Do sentinel injuries predict later physical abuse in infants?



Do sentinel injuries predict later physical abuse in infants?

Sheets, L. K., Leach, M. E., Koszewski, I. J., Lessmeier, A. M., Nugent, M., & Simpson, P. (2013). Sentinel injuries in infants evaluated for child physical abuse. Pediatrics, 131, 701-707

What can we learn from this study?

Although it is understood that more severe child abuse often is preceded by less severe abusive injuries, little is known about the prevalence of these types of injuries in young infants. This study examines the relation between sentinel injuries in young infants (that is, previous unexplained or implausible injuries in the medical record that are suspicious for abuse) and later physical abuse.

Study details:

  • Population: 401 infants (under age 1) evaluated for abuse by a hospital-based child protection team
  • Data source: Medical records, CPS reports, and law enforcement reports
  • Methodology: Case-control, retrospective study with four cohorts (definite abuse with head trauma, definite abuse without head trauma, intermediate concern for abuse, no concern for abuse)
  • Dates: Data collected March 2001 to October 2011

What are the critical findings?

Medical records of infants examined by a hospital-based child protection team for possible physical abuse were analyzed to determine whether they contained any instances of sentinel injuries.

  • Among 200 infants who definitely had been physically abused, 27.5% had a sentinel injury on record. Among 100 infants who had intermediate concern for abuse, 8% had a sentinel injury on record. In contrast, none of the 101 infants determined not to have been abused had a sentinel injury on record.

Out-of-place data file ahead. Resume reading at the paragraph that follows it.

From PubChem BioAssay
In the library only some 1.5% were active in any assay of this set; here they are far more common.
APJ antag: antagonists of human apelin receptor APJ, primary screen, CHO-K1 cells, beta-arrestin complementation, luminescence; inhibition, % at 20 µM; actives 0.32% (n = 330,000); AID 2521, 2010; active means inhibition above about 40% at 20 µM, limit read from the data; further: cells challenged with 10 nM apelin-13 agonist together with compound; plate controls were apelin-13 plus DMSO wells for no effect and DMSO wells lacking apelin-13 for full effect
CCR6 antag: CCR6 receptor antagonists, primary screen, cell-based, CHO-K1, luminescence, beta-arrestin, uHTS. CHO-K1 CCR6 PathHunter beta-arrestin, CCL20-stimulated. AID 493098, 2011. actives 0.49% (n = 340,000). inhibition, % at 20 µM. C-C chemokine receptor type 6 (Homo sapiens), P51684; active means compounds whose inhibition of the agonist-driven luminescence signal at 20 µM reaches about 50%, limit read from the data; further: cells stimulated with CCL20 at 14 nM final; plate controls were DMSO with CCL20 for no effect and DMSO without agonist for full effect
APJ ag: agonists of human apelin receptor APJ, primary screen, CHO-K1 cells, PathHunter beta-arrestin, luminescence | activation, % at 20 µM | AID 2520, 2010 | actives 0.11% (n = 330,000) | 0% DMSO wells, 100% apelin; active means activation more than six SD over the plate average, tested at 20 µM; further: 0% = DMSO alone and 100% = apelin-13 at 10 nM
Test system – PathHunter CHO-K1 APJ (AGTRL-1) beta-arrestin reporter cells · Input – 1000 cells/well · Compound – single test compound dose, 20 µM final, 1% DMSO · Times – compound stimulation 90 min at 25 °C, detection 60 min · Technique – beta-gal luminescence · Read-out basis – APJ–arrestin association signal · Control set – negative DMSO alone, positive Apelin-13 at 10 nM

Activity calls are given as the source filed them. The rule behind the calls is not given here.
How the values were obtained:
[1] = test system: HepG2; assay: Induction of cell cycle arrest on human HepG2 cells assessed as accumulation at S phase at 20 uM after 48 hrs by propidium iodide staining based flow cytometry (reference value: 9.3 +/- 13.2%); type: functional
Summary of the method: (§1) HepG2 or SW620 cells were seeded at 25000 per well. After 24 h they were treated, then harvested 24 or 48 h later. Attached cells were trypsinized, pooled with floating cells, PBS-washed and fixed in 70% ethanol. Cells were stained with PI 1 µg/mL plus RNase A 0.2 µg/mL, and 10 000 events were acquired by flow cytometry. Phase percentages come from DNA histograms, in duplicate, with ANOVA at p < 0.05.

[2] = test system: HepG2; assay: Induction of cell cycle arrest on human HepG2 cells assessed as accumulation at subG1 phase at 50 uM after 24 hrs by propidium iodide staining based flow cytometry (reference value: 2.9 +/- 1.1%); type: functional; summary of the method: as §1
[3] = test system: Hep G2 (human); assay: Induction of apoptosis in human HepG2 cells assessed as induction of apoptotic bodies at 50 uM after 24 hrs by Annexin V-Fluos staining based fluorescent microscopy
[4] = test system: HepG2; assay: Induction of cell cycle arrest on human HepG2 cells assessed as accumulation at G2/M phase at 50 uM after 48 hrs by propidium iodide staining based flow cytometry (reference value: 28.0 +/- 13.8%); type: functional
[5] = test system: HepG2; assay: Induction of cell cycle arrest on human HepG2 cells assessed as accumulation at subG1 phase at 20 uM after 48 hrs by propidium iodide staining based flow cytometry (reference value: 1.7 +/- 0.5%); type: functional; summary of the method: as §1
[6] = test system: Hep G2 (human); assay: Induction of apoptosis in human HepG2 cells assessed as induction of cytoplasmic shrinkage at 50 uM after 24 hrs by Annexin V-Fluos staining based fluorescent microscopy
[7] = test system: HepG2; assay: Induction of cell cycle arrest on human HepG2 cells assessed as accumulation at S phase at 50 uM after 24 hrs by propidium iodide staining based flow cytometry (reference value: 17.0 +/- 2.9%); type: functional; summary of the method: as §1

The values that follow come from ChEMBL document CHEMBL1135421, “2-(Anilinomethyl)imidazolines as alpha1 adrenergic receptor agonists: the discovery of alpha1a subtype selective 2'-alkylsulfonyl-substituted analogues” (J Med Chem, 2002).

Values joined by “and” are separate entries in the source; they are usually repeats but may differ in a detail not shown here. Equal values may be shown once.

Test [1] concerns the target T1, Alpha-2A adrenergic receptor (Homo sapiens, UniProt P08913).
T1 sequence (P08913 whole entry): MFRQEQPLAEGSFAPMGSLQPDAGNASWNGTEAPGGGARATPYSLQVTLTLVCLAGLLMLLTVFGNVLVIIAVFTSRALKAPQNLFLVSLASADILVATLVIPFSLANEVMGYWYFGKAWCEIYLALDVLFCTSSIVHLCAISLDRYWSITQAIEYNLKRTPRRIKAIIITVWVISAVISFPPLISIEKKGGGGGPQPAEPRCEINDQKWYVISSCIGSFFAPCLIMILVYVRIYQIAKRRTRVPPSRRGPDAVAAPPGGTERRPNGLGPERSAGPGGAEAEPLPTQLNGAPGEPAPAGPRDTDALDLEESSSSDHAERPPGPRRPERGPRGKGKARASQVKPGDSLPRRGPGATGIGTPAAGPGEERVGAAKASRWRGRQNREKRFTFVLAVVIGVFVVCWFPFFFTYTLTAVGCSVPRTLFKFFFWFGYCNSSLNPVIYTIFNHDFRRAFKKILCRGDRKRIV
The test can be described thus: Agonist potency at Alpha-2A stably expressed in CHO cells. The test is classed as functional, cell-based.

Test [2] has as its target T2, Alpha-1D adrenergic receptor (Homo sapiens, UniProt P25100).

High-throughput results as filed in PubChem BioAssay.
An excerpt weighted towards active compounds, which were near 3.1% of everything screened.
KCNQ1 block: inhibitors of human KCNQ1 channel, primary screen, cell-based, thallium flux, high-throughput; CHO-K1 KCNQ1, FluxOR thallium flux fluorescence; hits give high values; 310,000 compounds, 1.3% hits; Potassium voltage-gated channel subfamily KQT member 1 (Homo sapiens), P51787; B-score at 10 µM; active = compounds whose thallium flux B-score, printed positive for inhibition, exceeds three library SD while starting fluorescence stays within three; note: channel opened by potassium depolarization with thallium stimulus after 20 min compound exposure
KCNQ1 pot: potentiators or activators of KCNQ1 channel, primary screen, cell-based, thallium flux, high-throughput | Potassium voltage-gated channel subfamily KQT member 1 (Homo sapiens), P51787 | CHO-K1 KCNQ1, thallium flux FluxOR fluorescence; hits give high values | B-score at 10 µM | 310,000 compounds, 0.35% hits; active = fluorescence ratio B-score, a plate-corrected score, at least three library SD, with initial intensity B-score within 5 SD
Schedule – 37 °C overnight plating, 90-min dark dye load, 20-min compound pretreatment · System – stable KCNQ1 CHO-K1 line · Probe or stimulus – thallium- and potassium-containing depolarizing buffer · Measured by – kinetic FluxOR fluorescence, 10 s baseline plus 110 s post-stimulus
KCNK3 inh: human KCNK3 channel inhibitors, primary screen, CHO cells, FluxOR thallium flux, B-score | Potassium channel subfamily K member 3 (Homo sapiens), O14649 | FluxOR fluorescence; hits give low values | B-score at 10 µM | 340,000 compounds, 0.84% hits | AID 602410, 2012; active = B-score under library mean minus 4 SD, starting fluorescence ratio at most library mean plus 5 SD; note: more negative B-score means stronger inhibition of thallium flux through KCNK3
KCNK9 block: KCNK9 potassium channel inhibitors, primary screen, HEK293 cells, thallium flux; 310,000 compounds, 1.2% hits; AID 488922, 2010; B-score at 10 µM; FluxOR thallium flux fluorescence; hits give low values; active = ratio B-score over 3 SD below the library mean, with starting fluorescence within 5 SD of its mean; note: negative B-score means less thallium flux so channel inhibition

• Sentinel injuries included bruising (80%), mouth injuries (11%), and other injuries (3%).
  • The vast majority (95%) of sentinel injuries occurred before the infant was 7 months old, and most (66%) occurred before the infant was 3 months old

Why is this important for our work?

Sentinel injuries, such as bruising and injuries inside the mouth, in infants who have not yet started the pre-walking development stage of cruising should raise concern. Although the injuries themselves may be minor, they may indicate an elevated risk of more severe abuse in the future. Those who regularly interact with young infants — including caregivers, medical providers, and CPS workers — should be educated about the significance of these types of injuries. Providing interventions to caregivers of infants with sentinel injuries may help prevent later, more serious physical abuse.

This summary synthesized the findings from a single research study. To learn more, please review additional resources on sentinel injuries, including How are Ohio Children’s Hospitals identifying sentinel injuries to reduce child fatalities?

For additional information, see the abstract or email